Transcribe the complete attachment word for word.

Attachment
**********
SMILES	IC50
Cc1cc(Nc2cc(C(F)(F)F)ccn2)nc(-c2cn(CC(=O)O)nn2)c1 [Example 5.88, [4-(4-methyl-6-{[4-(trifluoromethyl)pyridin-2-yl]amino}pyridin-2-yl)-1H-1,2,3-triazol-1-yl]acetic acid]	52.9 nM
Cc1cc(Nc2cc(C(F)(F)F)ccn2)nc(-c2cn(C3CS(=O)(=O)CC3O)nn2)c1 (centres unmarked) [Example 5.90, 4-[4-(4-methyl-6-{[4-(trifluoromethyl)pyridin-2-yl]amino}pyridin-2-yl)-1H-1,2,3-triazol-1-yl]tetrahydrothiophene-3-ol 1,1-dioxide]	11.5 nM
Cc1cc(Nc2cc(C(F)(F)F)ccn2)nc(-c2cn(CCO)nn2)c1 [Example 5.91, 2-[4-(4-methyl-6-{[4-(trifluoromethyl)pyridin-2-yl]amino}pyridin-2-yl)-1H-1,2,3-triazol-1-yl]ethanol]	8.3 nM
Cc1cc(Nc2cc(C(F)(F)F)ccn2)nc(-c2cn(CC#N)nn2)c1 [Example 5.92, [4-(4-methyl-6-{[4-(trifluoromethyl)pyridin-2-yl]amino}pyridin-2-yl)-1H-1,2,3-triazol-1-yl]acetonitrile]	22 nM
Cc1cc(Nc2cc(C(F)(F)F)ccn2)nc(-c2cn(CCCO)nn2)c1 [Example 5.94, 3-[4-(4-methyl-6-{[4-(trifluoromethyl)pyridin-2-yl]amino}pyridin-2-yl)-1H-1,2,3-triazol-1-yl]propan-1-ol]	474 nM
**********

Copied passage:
SMILES	IC50
Cc1cc(Nc2cc(C(F)(F)F)ccn2)nc(-c2cn(CC(=O)O)nn2)c1 [Example 5.88, [4-(4-methyl-6-{[4-(trifluoromethyl)pyridin-2-yl]amino}pyridin-2-yl)-1H-1,2,3-triazol-1-yl]acetic acid]	52.9 nM
Cc1cc(Nc2cc(C(F)(F)F)ccn2)nc(-c2cn(C3CS(=O)(=O)CC3O)nn2)c1 (centres unmarked) [Example 5.90, 4-[4-(4-methyl-6-{[4-(trifluoromethyl)pyridin-2-yl]amino}pyridin-2-yl)-1H-1,2,3-triazol-1-yl]tetrahydrothiophene-3-ol 1,1-dioxide]	11.5 nM
Cc1cc(Nc2cc(C(F)(F)F)ccn2)nc(-c2cn(CCO)nn2)c1 [Example 5.91, 2-[4-(4-methyl-6-{[4-(trifluoromethyl)pyridin-2-yl]amino}pyridin-2-yl)-1H-1,2,3-triazol-1-yl]ethanol]	8.3 nM
Cc1cc(Nc2cc(C(F)(F)F)ccn2)nc(-c2cn(CC#N)nn2)c1 [Example 5.92, [4-(4-methyl-6-{[4-(trifluoromethyl)pyridin-2-yl]amino}pyridin-2-yl)-1H-1,2,3-triazol-1-yl]acetonitrile]	22 nM
Cc1cc(Nc2cc(C(F)(F)F)ccn2)nc(-c2cn(CCCO)nn2)c1 [Example 5.94, 3-[4-(4-methyl-6-{[4-(trifluoromethyl)pyridin-2-yl]amino}pyridin-2-yl)-1H-1,2,3-triazol-1-yl]propan-1-ol]	474 nM